I even managed to get in a week of fishing with my son.  We fished the Mad River, the Winooski River, Otter Creek, the Middlebury River, the upper Lamoille River and the Black River.  We caught fish at every spot except one.  I caught the biggest rainbow trout I've ever caught outside of Alaska on the Winooski.  It was a big fat pig of a fish.

Then, on to PA to visit with family and deal with the funeral.  It's a long drive to southern PA from Vermont.  One day was dedicated to just driving.  The next day, I managed to get to a CrossFit gym and work out with my wife.  I got to fly fish my favorite stream from when I was a teenager.  I met up with an old high school classmate for a while.  My wife and I made it to CF again the next day.  We had the funeral.  A small event with a small family gathering afterward.  My uncle pulled out four big boxes of memories of our family - some of the records he had from the 1800s were amazing.  I saw pictures of my grandparents and my great-grandparents when they were infants and teens.  There were more recent items too.  Someone had saved a newspaper article from kindergarten, when my picture had been in the paper.  Photos of my mom in high school.  She looked so happy then - completely unaware of the difficult life she would face in just a few short years.

And then, we drove home yesterday.  We took a detour to deliver my niece back to her home in Boston.  We got home really late.  I'm supposedly still on vacation until tomorrow, but I've been working most of the day so far.

And tomorrow, it's back to work full time.  Somehow, almost two weeks just didn't seem like enough.  It probably doesn't help that I worked more than half of my vacation days.  I'd rather be fishing.  And, later this afternoon, I may very well sneak out for a couple hours of fishing.  My son is off work today, and a little fly fishing may help my brain to unwind a bit.

Thursday, August 22, 2013

I need to catch up, but...

My (previously injured) back is fine.  I had some good workouts late last week.

Then, I went to Boston for a few days with my wife and we met up with some college friends for part of the trip.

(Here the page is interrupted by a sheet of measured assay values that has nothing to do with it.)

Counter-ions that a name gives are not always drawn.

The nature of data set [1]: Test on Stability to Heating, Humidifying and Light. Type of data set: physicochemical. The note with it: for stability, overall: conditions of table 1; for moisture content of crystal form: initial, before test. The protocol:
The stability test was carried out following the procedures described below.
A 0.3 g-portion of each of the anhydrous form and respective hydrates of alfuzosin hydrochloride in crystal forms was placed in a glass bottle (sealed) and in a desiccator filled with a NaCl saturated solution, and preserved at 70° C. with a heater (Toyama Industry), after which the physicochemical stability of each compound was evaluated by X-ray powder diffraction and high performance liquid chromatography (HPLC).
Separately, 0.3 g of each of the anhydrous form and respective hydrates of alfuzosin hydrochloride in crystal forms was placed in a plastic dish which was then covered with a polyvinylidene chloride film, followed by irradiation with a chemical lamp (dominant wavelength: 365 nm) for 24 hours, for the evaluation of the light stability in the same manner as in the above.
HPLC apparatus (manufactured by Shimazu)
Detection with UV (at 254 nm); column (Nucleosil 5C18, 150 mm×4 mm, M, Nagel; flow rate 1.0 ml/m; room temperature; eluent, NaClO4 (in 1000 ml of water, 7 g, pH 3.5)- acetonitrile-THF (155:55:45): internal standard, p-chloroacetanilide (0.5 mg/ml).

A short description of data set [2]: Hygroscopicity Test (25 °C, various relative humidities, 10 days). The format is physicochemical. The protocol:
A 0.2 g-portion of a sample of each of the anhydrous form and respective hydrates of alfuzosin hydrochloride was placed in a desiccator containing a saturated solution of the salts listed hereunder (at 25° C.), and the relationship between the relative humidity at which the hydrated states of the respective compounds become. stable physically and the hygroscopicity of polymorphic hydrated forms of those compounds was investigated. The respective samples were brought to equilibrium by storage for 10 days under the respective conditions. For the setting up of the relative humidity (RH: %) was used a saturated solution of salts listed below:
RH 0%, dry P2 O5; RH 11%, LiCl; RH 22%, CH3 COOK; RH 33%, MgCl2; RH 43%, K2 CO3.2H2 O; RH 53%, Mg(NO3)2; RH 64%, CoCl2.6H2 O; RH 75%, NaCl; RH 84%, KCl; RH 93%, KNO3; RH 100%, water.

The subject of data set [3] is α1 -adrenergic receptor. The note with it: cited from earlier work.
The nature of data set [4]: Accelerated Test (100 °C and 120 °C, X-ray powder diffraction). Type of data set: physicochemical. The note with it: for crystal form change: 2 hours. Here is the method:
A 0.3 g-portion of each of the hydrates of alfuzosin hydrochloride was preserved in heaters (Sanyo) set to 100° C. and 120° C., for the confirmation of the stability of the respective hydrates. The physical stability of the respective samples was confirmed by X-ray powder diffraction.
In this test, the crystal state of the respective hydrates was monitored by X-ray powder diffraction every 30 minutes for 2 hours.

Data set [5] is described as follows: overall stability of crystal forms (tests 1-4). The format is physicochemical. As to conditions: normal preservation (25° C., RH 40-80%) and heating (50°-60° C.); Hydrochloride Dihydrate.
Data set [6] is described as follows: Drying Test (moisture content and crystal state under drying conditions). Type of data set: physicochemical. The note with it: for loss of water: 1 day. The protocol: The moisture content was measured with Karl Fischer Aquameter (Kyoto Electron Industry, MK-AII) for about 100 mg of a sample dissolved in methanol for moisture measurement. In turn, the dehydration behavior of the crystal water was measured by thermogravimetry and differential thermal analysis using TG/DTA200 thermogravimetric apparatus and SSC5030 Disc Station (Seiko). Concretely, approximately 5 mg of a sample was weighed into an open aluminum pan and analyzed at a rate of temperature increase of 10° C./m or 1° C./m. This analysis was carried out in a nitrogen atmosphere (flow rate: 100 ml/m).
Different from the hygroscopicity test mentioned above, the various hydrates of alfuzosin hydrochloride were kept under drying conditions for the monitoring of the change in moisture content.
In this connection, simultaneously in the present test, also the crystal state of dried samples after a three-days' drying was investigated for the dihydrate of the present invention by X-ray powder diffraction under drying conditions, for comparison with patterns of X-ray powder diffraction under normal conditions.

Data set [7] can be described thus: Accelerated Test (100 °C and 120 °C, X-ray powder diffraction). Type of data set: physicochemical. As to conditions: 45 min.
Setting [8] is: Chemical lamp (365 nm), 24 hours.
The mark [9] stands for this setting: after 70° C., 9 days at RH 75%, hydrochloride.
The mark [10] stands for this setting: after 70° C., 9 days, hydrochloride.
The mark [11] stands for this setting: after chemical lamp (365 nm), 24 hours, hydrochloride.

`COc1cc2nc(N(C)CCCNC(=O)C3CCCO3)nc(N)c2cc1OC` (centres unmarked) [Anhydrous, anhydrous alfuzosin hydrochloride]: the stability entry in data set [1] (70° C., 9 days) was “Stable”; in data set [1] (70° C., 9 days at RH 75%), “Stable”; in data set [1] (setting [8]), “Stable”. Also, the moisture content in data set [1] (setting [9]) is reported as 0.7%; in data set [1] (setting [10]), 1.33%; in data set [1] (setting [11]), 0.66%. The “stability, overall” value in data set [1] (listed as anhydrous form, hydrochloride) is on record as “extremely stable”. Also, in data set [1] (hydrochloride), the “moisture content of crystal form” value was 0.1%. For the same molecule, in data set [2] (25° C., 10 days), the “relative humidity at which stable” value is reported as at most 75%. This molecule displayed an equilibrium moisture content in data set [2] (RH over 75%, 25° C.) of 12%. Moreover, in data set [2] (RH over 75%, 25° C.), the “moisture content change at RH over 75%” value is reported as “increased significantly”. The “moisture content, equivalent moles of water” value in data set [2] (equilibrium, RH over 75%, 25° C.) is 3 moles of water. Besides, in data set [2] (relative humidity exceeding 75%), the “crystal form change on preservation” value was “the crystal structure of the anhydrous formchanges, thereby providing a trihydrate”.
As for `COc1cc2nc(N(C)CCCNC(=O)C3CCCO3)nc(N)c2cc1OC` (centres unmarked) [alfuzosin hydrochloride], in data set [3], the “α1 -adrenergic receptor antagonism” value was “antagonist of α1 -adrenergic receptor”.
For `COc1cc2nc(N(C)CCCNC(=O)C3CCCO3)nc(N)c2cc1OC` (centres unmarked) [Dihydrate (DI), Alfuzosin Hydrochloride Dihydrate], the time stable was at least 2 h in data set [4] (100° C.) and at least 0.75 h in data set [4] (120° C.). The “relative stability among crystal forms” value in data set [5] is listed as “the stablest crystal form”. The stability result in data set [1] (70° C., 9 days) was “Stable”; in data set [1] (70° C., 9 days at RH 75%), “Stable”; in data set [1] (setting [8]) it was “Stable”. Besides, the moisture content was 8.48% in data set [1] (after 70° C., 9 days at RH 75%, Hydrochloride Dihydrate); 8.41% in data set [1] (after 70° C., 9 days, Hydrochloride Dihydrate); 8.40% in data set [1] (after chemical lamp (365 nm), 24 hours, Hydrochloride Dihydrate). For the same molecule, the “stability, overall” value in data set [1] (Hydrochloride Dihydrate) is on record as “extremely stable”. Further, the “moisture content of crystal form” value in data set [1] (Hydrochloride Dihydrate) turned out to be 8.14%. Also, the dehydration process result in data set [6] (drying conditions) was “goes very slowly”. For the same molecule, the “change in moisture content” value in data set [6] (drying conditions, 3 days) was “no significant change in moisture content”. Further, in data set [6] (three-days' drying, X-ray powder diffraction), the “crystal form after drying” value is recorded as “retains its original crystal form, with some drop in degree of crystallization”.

We had a nice lunch with my niece and her fiance.

We ate a world class meal at L'Espalier, which I'll detail later.  We found a couple little gems in Boston - food and drinks - and I'll mention them later as well.

We saw a really good concert (Adam Ant) that I'll write about later.

We had some waiters in Boston's Chinatown deliberately try to rip us off, which was infuriating.  I won't bother to write about that unpleasant experience.  The food sucked there anyway, to be honest.

And, we had a really nice lunch by the ocean in Gloucester, MA before we came home.

Regretfully, that meal, which included a variety of raw and cooked seafood, seems to have led to a bout of food poisoning.  I haven't been able to eat much for the past two days and going to the gym is out of the question.  I feel better today than yesterday, but that's not saying a whole lot.

Friday, August 16, 2013

Injury Follow-up

I made it to CF on Monday and took it mostly easy.  Tuesday, I made it again and we had some more complex movements (Olympic lifting).  I barely made it through the workout, and I was not standing or walking straight after the workout.

So, Wednesday became a rest day.  I was afraid it might be the first of many rest days.  But, yesterday morning, I felt just fine when I woke up.  I went to CrossFit.  Within an hour, I'd done some running, some push-ups, rope jumping, rowing, wall balls and kettlebell swings.  And the SI joint was just fine: absolutely no problems.

I finally got around to donating blood today.  It's been a busy week.  And right now, I'm feeling a little sleepy.  I shouldn't get within 10 miles of the gym tonight, but I'm thinking of going for the sole purpose of doing some stretching and mobility work.

My wife is running in a 100 mile relay race tomorrow, and I don't have much planned.  Maybe I'll get to fish if I'm lucky.  After the weekend, I'm taking a few days off work, primarily to see a concert with some college friends.  This will be my third time seeing Adam Ant.  I never saw the very original band (before the Bow Wow Wow spin-off) and I never saw the version of Adam and the Ants that released Kings of the Wild Frontier.  But, this will be my third time seeing Adam Ant, and the last time was over 25 years ago.  His set lists on the tour have been pretty impressive, so I'm excited to see him.

And, today, at our weekly company meeting, I scheduled a 12 day vacation for the end of next month.  It looks like we are about to hire someone else here, which will free me to finally take a real vacation.

Well, back to work if I can just stay awake.